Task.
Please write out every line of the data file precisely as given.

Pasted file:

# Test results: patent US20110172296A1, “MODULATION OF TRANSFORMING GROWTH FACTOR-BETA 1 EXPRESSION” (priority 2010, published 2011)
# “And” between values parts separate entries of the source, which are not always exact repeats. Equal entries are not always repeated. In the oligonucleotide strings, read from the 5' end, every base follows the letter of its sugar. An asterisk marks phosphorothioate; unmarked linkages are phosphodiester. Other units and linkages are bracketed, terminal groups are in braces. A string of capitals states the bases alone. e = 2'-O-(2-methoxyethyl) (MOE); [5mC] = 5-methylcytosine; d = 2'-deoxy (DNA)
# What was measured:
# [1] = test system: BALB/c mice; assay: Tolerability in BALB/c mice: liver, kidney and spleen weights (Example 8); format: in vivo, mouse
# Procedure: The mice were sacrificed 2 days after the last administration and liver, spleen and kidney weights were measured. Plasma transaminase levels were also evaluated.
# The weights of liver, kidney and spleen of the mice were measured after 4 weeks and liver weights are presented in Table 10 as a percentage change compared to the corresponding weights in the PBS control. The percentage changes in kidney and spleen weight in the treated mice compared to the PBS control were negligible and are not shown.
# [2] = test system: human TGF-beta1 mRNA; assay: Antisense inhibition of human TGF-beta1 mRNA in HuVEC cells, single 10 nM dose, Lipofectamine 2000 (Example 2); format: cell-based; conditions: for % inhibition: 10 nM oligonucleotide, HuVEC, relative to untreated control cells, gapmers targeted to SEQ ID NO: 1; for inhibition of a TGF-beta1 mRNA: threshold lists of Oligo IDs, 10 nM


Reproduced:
# Test results: patent US20110172296A1, “MODULATION OF TRANSFORMING GROWTH FACTOR-BETA 1 EXPRESSION” (priority 2010, published 2011)
# “And” between values parts separate entries of the source, which are not always exact repeats. Equal entries are not always repeated. In the oligonucleotide strings, read from the 5' end, every base follows the letter of its sugar. An asterisk marks phosphorothioate; unmarked linkages are phosphodiester. Other units and linkages are bracketed, terminal groups are in braces. A string of capitals states the bases alone. e = 2'-O-(2-methoxyethyl) (MOE); [5mC] = 5-methylcytosine; d = 2'-deoxy (DNA)
# What was measured:
# [1] = test system: BALB/c mice; assay: Tolerability in BALB/c mice: liver, kidney and spleen weights (Example 8); format: in vivo, mouse
# Procedure: The mice were sacrificed 2 days after the last administration and liver, spleen and kidney weights were measured. Plasma transaminase levels were also evaluated.
# The weights of liver, kidney and spleen of the mice were measured after 4 weeks and liver weights are presented in Table 10 as a percentage change compared to the corresponding weights in the PBS control. The percentage changes in kidney and spleen weight in the treated mice compared to the PBS control were negligible and are not shown.
# [2] = test system: human TGF-beta1 mRNA; assay: Antisense inhibition of human TGF-beta1 mRNA in HuVEC cells, single 10 nM dose, Lipofectamine 2000 (Example 2); format: cell-based; conditions: for % inhibition: 10 nM oligonucleotide, HuVEC, relative to untreated control cells, gapmers targeted to SEQ ID NO: 1; for inhibition of a TGF-beta1 mRNA: threshold lists of Oligo IDs, 10 nM